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Note

Regulating Crypto Currency

Raman Swamy

There is something irresistible about Bitcoin. Governments hate it but financial players find it very attractive. The RBI has issued no less than three warnings that Bitcoin trading is dangerous. The Finance Minister in his Budget speech categorically stated that crypto-currencies are not legal tender and that the government would not recognise them. Despite this, the lure of Bitcoins draws traders like a magnet.

There is a good reason why the authorities are against the digital currency—because it bypasses the entire controlled financial system. Bitcoins enable citizens to buy goods and services and exchange money without involving banks, credit card issuers or other third parties.

This is obviously anathema to the central bank and to the finance ministry. Banks and credit card companies are also appalled at the thought that economic transactions can take place without any role for them.

But the irony is that both the government and the RBI are toying with the idea of floating a crypto-currency of their own. They have even thought of a name for it—Lakshmicoin. It will be the official digital currency. It will be regulated. All other Virtual Currencies, including the ever-popular Bitcoin, will be banned.

Strangely, however, no step has been taken so far to actually impose a ban. It would have been easy for the government to pass a new law through Parliament declaring Bitcoin and all other forms of crypto-currencies to be illegal and punishable as a criminal activity as serious as printing and circulating counterfeit currency.

But till now, this has not been done. Finance Minister Jaitley has only said Bitcoin is not legal tender; he has not declared it to be illegal.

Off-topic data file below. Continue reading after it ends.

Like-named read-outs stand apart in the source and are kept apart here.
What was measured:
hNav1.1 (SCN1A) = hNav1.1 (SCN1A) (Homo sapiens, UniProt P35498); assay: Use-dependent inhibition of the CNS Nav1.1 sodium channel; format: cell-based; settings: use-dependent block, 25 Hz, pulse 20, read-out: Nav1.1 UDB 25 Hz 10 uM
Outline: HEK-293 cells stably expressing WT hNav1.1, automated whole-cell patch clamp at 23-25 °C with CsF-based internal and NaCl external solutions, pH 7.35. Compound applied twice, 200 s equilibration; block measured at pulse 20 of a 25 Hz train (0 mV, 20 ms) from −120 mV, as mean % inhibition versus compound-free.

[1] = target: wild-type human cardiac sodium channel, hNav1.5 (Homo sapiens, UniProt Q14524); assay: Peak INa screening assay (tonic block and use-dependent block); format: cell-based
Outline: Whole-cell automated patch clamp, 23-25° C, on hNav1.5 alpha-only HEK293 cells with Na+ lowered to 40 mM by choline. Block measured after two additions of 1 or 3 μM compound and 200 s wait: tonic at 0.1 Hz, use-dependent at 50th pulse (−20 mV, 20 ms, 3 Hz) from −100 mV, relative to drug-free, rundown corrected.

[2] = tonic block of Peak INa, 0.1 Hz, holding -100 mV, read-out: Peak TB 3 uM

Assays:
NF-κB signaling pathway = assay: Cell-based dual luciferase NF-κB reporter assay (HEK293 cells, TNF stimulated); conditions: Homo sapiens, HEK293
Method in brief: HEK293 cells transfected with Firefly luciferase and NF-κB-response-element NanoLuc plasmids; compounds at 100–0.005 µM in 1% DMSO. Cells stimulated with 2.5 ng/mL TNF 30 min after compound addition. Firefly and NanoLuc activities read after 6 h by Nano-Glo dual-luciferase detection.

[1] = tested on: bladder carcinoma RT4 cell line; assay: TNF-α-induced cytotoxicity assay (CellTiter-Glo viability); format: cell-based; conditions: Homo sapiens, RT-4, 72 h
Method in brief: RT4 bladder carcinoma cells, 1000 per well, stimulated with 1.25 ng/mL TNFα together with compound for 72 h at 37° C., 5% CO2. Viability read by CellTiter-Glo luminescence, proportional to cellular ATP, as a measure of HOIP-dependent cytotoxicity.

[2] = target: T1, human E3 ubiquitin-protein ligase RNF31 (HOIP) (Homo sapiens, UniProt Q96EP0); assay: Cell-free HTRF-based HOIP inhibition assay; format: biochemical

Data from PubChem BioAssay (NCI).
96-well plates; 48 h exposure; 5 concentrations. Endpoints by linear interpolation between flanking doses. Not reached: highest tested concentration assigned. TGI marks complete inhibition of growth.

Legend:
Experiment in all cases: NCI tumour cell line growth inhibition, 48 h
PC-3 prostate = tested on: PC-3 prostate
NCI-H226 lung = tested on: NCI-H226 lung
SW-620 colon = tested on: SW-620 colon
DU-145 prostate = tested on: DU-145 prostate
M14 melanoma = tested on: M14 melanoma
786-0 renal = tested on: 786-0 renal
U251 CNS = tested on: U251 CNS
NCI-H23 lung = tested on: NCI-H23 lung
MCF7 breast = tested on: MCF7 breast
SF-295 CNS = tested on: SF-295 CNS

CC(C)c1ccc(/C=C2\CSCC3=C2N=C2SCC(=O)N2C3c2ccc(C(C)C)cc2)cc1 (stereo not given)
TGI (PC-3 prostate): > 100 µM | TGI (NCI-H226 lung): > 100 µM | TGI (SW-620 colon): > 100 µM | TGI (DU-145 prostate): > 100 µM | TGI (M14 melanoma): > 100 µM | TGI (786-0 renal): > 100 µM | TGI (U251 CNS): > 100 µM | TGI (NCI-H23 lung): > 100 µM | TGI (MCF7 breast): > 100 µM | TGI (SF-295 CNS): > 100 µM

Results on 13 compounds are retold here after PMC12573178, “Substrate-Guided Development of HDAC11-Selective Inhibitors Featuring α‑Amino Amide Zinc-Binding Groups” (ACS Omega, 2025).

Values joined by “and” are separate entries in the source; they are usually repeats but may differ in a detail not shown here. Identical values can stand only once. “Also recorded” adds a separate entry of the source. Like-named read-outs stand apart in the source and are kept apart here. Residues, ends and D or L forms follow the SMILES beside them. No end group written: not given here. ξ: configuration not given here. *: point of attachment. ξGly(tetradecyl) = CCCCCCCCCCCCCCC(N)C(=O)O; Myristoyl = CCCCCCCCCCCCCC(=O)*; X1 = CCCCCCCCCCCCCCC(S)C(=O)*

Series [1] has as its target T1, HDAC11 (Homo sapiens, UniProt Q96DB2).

The Reserve Bank too has only issued advisories and cautionary notifications, from time to time. In fact, more than four such press releases and advisories have been issued in the last few years—in which users, holders and traders of virtual currencies, including Bitcoins, have been "cautioned" about the "potential financial, operational, legal, customer protection and security related risks".

The RBI has also issued "clarifications"—to the effect that the creation, trading or usage of VCs including Bitcoins, as a medium for payment "are not authorised by any central bank or monetary authority".

It has come out with even more clarifications—to the effect that "no regulatory approvals, registration or authorisation have been applied for or obtained for carrying on such activities".

Despite such warnings—and in spite of the volatile ups and downs in the online Bitcoin market in recent months—the evidence is that more and more Indians are taking to the crypto-currency in a big way. No authentic estimate is available for the obvious reason that Bitcoin trading is outside the scrutiny of all format agencies—however it appears that lakhs of Indians are investing in the digital money and also indulging in buying and selling activities on an increasing basis.